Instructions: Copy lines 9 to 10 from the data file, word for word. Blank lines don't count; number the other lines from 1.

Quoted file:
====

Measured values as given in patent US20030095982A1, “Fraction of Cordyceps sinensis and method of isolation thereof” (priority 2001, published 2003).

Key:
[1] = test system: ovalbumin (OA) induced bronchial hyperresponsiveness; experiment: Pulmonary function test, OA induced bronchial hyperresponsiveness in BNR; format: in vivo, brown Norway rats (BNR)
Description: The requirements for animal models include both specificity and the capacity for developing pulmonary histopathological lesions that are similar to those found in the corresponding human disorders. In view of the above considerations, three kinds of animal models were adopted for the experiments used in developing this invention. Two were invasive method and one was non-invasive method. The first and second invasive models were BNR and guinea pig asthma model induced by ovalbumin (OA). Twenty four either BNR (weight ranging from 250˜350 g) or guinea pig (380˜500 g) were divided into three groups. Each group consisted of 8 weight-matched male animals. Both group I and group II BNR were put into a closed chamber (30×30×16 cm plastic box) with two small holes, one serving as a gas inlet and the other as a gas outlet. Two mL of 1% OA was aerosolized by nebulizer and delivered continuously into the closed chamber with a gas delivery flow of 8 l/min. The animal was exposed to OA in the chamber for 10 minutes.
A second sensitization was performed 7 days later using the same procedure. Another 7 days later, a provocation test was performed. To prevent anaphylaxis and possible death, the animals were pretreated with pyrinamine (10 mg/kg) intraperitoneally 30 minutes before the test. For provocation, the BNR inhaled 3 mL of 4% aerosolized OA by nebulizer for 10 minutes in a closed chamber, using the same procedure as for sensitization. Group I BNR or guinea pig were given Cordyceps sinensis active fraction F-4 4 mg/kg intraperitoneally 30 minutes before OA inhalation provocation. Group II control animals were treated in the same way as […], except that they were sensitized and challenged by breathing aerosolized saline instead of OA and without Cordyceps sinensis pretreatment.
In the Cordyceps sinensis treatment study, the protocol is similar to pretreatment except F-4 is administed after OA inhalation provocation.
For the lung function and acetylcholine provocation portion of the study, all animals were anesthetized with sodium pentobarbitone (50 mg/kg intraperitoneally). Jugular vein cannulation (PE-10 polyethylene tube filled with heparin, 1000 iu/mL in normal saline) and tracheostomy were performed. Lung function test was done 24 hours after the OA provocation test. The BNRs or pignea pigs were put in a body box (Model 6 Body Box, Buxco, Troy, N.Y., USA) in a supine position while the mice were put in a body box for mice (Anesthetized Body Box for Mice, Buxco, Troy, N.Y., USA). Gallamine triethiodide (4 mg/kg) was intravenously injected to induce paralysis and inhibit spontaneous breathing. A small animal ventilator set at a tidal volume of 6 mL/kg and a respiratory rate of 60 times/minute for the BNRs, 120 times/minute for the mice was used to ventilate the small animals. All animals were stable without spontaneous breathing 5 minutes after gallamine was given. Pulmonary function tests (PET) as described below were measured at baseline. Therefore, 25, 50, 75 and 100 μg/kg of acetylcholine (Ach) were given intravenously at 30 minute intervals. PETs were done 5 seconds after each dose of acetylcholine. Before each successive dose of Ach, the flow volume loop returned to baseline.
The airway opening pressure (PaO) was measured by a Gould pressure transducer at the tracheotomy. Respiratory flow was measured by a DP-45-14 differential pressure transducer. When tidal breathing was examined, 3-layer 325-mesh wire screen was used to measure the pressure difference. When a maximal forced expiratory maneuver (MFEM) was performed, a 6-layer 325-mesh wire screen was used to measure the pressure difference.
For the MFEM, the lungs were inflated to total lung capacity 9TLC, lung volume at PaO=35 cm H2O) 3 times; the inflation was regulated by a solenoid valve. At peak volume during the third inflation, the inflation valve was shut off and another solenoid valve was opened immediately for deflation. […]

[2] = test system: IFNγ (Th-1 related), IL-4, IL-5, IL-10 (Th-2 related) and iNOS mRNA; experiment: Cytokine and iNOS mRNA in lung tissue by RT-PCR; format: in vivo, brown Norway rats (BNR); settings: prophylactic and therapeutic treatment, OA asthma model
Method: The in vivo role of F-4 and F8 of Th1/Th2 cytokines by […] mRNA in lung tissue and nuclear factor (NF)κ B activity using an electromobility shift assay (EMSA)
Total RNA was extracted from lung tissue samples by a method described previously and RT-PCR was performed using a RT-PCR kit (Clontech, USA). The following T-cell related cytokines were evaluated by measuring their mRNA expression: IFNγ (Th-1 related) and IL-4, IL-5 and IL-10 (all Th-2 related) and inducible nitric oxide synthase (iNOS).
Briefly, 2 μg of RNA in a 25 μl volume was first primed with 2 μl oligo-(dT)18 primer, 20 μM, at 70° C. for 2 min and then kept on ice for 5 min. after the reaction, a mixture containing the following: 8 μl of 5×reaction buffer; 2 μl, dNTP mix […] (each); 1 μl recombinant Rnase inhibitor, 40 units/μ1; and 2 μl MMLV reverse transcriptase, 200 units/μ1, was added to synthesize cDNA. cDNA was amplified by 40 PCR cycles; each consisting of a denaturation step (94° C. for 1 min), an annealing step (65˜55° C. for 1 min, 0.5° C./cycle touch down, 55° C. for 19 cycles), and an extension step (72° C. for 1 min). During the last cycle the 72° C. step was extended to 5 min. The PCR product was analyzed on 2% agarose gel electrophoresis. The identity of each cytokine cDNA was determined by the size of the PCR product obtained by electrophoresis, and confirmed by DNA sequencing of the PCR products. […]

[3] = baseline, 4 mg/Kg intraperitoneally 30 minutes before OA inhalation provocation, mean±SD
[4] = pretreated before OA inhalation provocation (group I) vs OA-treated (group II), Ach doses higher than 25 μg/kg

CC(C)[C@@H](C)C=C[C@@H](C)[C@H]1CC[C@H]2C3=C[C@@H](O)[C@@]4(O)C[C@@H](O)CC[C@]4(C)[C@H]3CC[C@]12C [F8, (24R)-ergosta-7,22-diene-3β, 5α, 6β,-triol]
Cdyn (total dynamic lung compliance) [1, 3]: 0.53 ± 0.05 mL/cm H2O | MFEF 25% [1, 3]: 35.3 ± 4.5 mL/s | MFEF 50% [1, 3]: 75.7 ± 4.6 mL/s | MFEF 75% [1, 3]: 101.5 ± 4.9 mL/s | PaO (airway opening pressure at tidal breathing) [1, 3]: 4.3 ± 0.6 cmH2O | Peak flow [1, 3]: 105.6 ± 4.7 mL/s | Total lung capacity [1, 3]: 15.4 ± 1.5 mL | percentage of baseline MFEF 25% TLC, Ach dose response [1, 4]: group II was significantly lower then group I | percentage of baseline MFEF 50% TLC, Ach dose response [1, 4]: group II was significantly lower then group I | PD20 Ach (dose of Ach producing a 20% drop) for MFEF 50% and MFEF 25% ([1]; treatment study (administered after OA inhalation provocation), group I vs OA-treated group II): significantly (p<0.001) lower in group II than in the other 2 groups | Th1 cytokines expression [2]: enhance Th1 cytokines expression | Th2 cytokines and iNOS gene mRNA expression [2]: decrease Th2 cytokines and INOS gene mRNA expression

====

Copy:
For the MFEM, the lungs were inflated to total lung capacity 9TLC, lung volume at PaO=35 cm H2O) 3 times; the inflation was regulated by a solenoid valve. At peak volume during the third inflation, the inflation valve was shut off and another solenoid valve was opened immediately for deflation. […]

[2] = test system: IFNγ (Th-1 related), IL-4, IL-5, IL-10 (Th-2 related) and iNOS mRNA; experiment: Cytokine and iNOS mRNA in lung tissue by RT-PCR; format: in vivo, brown Norway rats (BNR); settings: prophylactic and therapeutic treatment, OA asthma model